Little Underwater Neighborhood Keepers Encompassing Rheotatic Salmonids (LUNKER) Pipes.
To solve the problem of lack of habitat shelter from undercut banks, sweeper logs, or big boulders in the Denver South Platte, the DTU River Run Habitat Committee, Ben Neilsen (RiverRun Phase II designer), and Paul Winkle (CPW DSP Aquatic Biologist) are designing experimental placement of fifteen 18-36 inch diameter 8 foot sections of concrete pipe with rectangular windows below the water line to simulate the kind of shelter we hope the fish of the DSP will love.
Keep current with our progress here.
South Platte Temperatures – An analysis by Steven Reeves, Metro State Student 1/2017 I began looking at monthly averages and mapping the point off of that. I found one pattern that interested me and took a further look at … Continue reading
By Brandon Parsons 2/8/2017
New Habitat Equals Better Fishing at River Run Park
DTU is actively working with McLaughlin Whitewater Design Group (Merrick & Company), Urban Drainage, and Colorado Parks and Wildlife to design and improve fish habitat downstream of River Run Park. McLaughlin will be redesigning current drop structures in this reach in order to better support recreation and habitat.
These drop structures will include deep pools that more than double the current depth of the river. Each pool will hold cold water throughout the year sustaining DSP Trout during the hot summer months.
The height of the drops will be dramatically reduced and the slope will be decreased improving the potential for fish passage.
DTU is also working with McLaughlin to design L.U.N.K.E.R. Boxes around each drop. Designed to mimic the overhanging banks you might find on the Dream Stream or big Montana Rivers, Lunkers provide fish with a calm place to hang out before striking at food pushed into the pool by the drop structure.
Lunker Boxes as designed for Michigan
LUNKER BOX ideas and placement suggestions for the DSP River Run Park
When fishing this area in the future keep this in mind. Throwing deep nymphs will help you cover the new depth of the pool, while Wooly Boogers or streamers thrown at the bank and ripped across the pool may entice the big boys out from the box.
For more information on L.U.N.K.E.R. Boxes please click HERE
How much do we need? …See interview with the stonefly that wants to come back.
How can you help get the stonefly and trout back in the Denver South Platte? …read how.
Preliminary temperature monitoring results are in.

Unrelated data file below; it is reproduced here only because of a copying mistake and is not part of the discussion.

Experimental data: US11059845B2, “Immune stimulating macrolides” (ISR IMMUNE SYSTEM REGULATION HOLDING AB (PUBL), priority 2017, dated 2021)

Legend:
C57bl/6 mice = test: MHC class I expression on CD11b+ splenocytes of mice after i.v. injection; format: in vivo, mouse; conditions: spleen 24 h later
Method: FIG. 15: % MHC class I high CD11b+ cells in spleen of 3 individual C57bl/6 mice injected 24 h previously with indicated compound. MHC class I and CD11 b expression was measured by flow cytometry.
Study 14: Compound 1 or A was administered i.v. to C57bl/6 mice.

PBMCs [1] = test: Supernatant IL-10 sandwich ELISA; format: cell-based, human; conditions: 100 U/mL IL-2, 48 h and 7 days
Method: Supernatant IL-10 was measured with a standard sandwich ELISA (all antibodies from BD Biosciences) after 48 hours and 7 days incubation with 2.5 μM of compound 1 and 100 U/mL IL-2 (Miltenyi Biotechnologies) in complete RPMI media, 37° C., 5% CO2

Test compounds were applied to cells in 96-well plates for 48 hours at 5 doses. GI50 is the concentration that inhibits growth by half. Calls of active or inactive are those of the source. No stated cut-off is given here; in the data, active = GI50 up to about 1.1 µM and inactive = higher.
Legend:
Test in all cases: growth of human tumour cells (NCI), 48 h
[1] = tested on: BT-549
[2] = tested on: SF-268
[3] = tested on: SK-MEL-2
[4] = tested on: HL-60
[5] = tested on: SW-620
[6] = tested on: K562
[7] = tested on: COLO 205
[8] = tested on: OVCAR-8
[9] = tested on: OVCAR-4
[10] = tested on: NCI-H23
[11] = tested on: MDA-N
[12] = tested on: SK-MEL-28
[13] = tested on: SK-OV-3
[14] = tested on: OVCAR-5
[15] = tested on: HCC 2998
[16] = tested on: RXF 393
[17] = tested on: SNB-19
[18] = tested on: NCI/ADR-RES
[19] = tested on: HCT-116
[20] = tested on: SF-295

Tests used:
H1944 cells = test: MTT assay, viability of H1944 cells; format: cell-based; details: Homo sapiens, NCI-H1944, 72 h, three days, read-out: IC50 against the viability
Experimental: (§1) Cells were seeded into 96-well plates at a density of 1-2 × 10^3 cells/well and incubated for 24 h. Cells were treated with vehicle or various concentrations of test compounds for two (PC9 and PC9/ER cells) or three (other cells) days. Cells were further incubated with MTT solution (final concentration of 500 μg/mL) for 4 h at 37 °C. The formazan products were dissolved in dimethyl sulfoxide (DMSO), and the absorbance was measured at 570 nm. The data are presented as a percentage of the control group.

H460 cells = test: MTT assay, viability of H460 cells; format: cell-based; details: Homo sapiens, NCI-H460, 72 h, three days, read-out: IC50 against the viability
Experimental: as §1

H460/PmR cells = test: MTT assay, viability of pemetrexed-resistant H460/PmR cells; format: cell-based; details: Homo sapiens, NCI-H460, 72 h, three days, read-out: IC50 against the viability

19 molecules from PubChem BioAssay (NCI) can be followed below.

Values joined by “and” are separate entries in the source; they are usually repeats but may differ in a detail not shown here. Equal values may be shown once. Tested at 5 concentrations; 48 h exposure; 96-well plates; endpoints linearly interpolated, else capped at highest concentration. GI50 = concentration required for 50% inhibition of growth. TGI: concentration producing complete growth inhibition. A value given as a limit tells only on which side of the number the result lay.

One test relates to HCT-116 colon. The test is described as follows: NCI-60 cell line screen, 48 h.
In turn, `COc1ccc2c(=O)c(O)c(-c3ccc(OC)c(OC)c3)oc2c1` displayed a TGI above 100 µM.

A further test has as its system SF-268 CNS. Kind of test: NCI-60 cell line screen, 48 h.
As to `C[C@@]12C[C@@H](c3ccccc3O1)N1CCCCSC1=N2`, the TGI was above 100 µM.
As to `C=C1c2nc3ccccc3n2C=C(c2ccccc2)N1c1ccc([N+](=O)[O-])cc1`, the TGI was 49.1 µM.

Full Year Temperature Monitoring chair declares ,”Ha, we do have a trout fishery.”
Whether his pronouncement is shared by others only time will tell, but check out the comparison to the world class trout fishery flowing through Pueblo on an hour by hour basis this August.
DSP vs Pueblo results
UPDATE – Water is flowing into the pond!! Thanks Paul, Alan, Ronnie, Casey and the powers that be !!
With the help of Ronnie’s extensive contact list and fast acting officials, water is again flowing into the pond and will be more closely monitored in the the future. Thanks to all involved.
3/6/ 2016 … Overland Park Pond needs Water.
Who do you call? Help us out? We are trying to find out. … Ronnies call to S.O.B. Save Our Bass.
In July 2014 CPW planted 100 fingerling largemouth bass in Overland Park Pond after the fine restoration of the pond, $15,000 of it funded by Denver Trout Unlimited. We envisioned this great urban pond as a Gateway Fishery for kids. We didn’t envision it drying up. No river water since the Sept 2015. The bass must be gasping. We are down about 2.5 acre-ft or 840,000 gallons.
At present, the Denver South Platte has just one full year temperature monitoring site in Englewood. DTU would like to add at least 6 more to help with the management of this improving fishery.
Check the South Platte Project tab for more information on this project.
Current Status 3-page.pdf
Tidbit Temperature sensor in 2″ ABS cap w/plug.
One of many noses picking off a nice healthy hatch of bwos.
Phase 2 from Carson Nature Center downstream toward Reynolds Landing Park
What was a barren construction zone in January 2015 is evolving into a very nice urban fishery in November 2015. The high flows near 3,000 CFS in June-July took some of the topsoil out of areas slated for riparian replanting but all the structure seemed intact and the improved narrowed channels seem to have been retained. Willows planted along the banks in areas have new leaves.
The nicest surprise was the trout feeding along some stretches. More water would definitely help this fishery but the low flow design has obviously worked. Chatfield is putting less than 1 cfs into the Denver South Platte at the moment (11/7/2015.)